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EU leaders looked ready on Friday to cut the bloc's budget for the first time in its six-decade history, with a tentative agreement to trim spending by three percent in absolute terms over the rest of the decade, diplomats said.
As marathon talks entered an 18th hour, a sustained push led by British Prime Minister David Cameron for the EU to share in the austerity cuts the 27 member states are implementing won crucial backing from German Chancellor Angela Merkel.
While France and Italy still fought for funds aimed at trimming record European unemployment, a lowered spending ceiling of 908.4 billion euros ($1.2 billion) was put to the leaders at 0530 GMT.
The new figures would mean a first-ever fall in the EU's seven-year budget in absolute terms against the previous term.
Hours of hard bargaining were still expected before leaders agreed on all the details, with one diplomat saying the numbers may still be tweaked.
An absolute ceiling of 960 billion euros was set for spending "commitments" between 2014 and 2020, down from the 973-billion target that Cameron and allies such as the Netherlands rejected at the previous budget summit in November that collapsed without any deal.
In the EU budgeting process commitments refer to the maximum amount that can be allocated to programmes during the budget period, while actual spending or "payments" is usually lower as projects are delayed or dropped.
Originally, the European Commission had wanted a 5.0 percent increase in EU commitments to 1.04 trillion euros ($1.4 trillion) -- about one percent of the EU's total gross domestic product.
The contours of the deal were thrashed out during multiple mini-meetings during the night, and included six billion euros for a new fund to tackle youth unemployment.
Jobless numbers across the EU are currently over 26 million, with nearly three out of five under the age of 25 out of work in Spain and Greece.
Even if EU leaders manage to overcome a growing divide between mostly northern states who are net contributors to the bloc's budget and bent on cutting spending and the southern nations that are seeking to protect the funds they receive, the budget still faces a hurdle in the European Parliament.
The budget needs a majority to back it in a free and secret vote by lawmakers, and the assembly's head Martin Schulz warned earlier that "backward looking" figures offered "the worst of all worlds".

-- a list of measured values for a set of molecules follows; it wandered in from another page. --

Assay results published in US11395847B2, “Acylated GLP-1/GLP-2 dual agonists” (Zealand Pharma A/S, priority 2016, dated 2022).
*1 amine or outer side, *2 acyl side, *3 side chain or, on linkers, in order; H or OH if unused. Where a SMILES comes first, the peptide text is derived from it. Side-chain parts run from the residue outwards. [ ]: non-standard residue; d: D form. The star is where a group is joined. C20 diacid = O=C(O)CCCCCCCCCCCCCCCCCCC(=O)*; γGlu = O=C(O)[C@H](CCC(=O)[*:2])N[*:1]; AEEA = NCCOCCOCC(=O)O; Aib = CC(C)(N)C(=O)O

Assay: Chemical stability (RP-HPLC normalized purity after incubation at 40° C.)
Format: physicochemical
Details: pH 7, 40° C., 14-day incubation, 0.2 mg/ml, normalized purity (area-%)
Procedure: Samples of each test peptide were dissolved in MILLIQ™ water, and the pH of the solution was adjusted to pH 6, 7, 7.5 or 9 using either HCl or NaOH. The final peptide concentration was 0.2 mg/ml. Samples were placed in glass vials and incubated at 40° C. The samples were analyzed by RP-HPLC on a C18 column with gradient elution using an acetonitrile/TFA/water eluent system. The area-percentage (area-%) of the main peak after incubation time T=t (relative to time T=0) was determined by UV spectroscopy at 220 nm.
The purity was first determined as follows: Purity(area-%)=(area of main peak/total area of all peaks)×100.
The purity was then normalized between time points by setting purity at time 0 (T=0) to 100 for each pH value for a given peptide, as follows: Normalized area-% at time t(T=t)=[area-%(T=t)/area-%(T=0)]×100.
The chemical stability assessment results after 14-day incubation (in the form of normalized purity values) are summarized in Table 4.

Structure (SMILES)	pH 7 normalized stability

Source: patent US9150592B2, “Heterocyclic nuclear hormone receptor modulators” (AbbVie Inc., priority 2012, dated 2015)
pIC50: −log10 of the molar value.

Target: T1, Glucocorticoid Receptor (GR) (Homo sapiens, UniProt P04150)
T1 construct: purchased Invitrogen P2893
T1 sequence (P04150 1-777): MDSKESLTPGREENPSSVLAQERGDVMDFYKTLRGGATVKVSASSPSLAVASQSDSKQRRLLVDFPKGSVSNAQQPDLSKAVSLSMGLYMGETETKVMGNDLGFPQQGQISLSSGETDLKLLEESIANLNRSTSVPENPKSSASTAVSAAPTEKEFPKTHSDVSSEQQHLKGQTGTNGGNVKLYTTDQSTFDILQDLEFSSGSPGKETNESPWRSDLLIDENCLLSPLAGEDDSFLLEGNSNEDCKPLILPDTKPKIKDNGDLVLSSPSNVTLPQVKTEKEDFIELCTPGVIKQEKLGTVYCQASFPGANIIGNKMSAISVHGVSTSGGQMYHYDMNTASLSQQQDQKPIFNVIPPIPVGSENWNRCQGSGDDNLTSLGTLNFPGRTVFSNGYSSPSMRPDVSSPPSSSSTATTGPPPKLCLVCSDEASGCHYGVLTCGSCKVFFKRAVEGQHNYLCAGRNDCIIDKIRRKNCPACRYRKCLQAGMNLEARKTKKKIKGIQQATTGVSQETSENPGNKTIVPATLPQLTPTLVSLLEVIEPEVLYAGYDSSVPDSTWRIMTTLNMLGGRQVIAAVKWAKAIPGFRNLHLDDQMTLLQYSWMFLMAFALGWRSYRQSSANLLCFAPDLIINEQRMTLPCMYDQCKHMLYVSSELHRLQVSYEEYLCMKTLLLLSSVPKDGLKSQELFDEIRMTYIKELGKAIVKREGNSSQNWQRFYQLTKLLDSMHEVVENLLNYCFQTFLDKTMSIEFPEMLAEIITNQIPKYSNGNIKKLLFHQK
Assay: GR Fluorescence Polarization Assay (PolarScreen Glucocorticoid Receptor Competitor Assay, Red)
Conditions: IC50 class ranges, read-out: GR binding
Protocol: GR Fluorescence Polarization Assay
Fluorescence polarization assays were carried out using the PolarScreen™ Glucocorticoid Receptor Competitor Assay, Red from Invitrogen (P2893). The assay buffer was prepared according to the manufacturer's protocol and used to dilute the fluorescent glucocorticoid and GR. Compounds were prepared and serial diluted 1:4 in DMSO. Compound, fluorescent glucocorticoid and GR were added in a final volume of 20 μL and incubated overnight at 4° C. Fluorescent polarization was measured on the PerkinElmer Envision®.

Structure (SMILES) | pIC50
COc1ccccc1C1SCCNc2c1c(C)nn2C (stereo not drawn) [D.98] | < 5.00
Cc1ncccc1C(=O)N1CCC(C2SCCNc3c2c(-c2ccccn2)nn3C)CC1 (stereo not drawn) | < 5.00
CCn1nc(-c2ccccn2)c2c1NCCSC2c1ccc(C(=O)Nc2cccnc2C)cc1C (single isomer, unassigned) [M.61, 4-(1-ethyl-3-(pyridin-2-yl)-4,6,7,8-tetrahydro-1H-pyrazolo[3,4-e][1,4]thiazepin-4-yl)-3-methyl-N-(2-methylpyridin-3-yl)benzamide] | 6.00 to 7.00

As the haggling continued, big-ticket Commission plans to use 40 billion euros to leverage private investment in cross-border energy, transport and digital networks took a hit.
A quarter of that sum went by the wayside, with EU administrative expenditures cut as well.
Some of the roughly 35,000 EU civil servants have already begun strike action over fears they will lose their jobs and the perks.
Italy battled hard to mitigate cuts with Prime Minister Mario Monti fighting an election this month -- and yet another comeback bid by Silvio Berlusconi -- on a pledge to kickstart job creation and growth.
Cameron, who last month risked isolating himself with a decision to hold a referendum on Britain's membership of the EU, placed his cards on the table immediately.
"When we were last here in November, the numbers that were put forward were much too high. They need to come down -- and if they don't come down, there won't be a deal," said Cameron.
According to one well-placed diplomat, Monti questioned how far EU leaders should bow to London's demands.
"We cannot accept a deal dictated by Great Britain -- a country we can't even say with certainty will still be in the EU in 2017," the Italian said at the negotiating table.
French President Francois Hollande, meanwhile, said cuts into support for farmers and investment for growth would be his red lines.
Most of the EU's budget goes to the Common Agricultural Policy to support farmers, and to Cohesion Funds, money spent to help new members catch up economically with richer partners.